But I’ve thought about the subject of injuries as I work on and plan my WIP series. While I’d like to see my characters less injured, I still want to stay realistic to their situation. It’s the need for balance. Though I think I’m still likely to go heavy on the injury side. Perhaps I’ll grow out of that as I keep writing. It would probably be a good thing. I have a weakness for cool characters who, in my opinion, are always cooler when in pain. 🙂

    • Oh, yes. That sentence describes most of my books that I wrote before 2013, I’m afraid.

      That last sentence of yours… Ouch. That describes me just a tad bit too well, though it’s more when I read than when I write. Something along the lines of,”I like this character a lot. And he’s hurt~! I must rescue him!” That’s actually one of the main reasons I decided to go fairly lightly on the injuries in many of my recent works… I definitely want to make people react like that, and it’s more effective if the reader is taken more or less by surprise.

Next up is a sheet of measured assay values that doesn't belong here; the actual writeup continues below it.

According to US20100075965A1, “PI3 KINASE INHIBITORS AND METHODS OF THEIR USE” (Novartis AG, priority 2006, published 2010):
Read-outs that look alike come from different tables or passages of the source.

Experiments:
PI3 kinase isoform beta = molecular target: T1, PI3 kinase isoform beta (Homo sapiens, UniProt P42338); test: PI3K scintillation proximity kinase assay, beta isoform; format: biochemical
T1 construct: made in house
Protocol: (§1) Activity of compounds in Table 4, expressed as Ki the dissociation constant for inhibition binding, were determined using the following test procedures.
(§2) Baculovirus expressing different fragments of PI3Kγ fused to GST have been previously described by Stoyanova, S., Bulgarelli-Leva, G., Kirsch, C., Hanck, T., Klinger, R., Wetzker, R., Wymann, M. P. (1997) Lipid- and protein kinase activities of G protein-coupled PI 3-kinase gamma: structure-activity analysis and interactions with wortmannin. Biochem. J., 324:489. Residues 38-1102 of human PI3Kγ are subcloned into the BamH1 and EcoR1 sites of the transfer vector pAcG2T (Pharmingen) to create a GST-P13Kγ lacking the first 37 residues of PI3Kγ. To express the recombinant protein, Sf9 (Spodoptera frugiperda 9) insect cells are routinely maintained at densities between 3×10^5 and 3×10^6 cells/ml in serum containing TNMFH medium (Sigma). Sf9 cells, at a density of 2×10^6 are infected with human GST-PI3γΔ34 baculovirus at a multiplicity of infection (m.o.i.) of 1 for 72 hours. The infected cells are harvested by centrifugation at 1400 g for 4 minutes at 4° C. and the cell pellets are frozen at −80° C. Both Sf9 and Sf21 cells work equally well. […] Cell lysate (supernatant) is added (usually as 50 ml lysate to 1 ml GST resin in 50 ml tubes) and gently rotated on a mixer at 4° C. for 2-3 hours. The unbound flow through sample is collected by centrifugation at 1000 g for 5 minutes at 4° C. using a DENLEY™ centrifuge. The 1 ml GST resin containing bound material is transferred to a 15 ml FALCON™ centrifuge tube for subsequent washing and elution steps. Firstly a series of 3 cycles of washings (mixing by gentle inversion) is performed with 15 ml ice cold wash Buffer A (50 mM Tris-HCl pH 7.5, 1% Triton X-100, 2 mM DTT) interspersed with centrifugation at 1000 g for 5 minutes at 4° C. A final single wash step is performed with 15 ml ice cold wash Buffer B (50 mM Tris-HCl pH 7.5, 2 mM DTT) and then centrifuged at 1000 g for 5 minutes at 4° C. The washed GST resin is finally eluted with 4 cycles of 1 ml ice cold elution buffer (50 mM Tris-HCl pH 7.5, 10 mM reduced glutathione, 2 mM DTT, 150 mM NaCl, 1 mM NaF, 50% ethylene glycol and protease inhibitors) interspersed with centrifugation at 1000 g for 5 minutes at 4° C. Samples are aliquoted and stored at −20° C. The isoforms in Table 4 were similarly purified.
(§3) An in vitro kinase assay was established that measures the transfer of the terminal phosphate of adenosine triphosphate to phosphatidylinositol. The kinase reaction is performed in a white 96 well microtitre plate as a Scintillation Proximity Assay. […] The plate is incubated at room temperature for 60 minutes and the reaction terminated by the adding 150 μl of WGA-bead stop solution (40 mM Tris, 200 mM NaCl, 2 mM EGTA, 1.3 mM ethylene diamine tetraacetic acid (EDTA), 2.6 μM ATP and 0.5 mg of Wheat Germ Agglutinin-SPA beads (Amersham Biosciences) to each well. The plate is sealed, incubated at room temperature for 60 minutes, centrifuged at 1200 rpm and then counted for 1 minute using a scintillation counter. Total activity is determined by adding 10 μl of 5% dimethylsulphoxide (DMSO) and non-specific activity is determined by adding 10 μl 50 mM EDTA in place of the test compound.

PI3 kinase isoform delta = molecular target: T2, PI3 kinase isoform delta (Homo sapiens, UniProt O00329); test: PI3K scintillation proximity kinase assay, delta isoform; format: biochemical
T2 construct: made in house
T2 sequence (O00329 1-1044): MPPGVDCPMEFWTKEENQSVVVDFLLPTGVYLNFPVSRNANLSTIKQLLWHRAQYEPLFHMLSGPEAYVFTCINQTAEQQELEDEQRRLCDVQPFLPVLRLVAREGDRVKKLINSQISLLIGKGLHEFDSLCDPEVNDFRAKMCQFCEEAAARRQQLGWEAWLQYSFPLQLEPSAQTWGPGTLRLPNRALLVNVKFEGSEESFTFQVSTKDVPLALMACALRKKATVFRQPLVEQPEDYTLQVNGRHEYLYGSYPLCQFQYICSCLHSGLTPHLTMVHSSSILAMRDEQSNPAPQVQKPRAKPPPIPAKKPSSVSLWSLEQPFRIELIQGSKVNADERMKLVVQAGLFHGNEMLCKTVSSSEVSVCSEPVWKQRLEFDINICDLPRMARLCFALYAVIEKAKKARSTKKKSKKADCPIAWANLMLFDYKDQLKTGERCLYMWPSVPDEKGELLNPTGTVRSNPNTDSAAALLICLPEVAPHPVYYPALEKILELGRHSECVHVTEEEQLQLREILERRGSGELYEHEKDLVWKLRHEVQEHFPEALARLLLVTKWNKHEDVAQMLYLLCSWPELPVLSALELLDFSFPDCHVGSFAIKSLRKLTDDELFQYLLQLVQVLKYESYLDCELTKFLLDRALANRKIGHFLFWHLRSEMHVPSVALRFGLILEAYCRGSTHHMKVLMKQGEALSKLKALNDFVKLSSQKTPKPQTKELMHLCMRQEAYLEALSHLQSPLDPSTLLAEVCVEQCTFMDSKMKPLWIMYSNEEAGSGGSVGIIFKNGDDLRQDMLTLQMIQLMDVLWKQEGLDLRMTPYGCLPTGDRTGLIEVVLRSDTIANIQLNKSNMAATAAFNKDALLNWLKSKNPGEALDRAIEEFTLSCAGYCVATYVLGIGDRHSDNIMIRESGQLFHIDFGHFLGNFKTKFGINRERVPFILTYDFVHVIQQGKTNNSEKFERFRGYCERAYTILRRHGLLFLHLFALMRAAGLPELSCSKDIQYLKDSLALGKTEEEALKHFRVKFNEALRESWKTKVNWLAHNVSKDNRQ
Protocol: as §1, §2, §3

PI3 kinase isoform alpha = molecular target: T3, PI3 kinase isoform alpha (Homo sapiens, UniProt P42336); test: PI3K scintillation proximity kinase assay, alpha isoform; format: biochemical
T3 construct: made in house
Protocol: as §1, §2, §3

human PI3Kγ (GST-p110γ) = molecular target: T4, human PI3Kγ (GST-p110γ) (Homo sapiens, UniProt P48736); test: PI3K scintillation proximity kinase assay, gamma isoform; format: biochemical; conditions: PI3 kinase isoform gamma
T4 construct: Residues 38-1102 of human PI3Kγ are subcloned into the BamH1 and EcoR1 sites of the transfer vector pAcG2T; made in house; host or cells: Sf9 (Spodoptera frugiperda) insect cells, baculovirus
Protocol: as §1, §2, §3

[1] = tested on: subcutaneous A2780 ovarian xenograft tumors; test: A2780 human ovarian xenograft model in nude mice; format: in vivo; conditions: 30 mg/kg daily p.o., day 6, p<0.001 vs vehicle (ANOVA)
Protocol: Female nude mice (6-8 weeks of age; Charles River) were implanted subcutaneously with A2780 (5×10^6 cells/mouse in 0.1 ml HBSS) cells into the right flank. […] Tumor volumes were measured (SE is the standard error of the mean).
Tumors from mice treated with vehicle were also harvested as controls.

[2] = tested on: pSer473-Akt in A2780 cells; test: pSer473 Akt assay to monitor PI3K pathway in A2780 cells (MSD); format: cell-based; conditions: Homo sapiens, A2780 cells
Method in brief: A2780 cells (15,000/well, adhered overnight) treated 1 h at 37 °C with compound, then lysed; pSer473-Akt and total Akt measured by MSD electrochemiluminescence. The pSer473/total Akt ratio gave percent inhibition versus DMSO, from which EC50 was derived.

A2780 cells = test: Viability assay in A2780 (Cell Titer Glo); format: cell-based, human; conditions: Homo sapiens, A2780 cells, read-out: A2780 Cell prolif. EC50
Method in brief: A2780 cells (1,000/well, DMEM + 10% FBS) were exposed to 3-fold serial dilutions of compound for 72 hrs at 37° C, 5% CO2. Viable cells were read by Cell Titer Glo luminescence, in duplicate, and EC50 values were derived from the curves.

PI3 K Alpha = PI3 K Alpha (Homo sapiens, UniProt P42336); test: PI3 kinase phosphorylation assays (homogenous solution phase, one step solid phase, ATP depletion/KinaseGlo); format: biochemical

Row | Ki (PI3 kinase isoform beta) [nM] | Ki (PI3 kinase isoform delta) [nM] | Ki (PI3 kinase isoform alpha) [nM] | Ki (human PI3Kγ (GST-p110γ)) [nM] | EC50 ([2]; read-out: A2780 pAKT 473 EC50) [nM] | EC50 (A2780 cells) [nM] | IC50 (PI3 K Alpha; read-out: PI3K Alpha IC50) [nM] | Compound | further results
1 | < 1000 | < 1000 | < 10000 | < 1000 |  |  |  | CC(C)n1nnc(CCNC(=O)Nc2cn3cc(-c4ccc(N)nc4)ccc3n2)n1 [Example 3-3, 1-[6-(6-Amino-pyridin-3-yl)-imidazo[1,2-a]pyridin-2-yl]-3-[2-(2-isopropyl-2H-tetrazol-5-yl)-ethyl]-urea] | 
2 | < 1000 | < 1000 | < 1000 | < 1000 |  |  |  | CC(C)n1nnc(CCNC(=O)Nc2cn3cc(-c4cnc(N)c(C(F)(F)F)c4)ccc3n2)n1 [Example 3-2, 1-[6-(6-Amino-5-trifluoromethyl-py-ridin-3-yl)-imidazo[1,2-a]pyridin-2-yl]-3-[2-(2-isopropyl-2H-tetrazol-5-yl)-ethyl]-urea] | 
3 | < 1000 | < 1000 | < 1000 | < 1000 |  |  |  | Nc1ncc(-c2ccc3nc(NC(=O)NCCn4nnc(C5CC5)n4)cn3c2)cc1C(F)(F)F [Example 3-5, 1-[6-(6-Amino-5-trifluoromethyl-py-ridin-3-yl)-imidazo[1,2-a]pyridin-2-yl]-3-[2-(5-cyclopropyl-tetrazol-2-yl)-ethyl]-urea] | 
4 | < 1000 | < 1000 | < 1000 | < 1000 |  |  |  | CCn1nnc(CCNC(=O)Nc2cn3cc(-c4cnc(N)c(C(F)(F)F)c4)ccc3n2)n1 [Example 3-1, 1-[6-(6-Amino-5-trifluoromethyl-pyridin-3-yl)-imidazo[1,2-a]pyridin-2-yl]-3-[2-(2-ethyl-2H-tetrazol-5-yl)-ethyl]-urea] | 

9. Great article! I always have to check myself of this….I have a few characters who I love injuring! Thank you for making me check myself on that.

  10. Kimberly on said:

    I find that if I give my character a major injury once or twice a story, it works well but due to the type of story I’m writing, she generally has at least one minor injury at a time.

  11. Reblogged this on Awake Dragon and commented:
    Good thoughts and advice about something that doesn’t immediately spring to the forefront of your thinking!

  12. Good thoughts! I’ve always knocked my characters around in the interest of their own personal growth. Just hurting them to hurt them doesn’t make sense to me.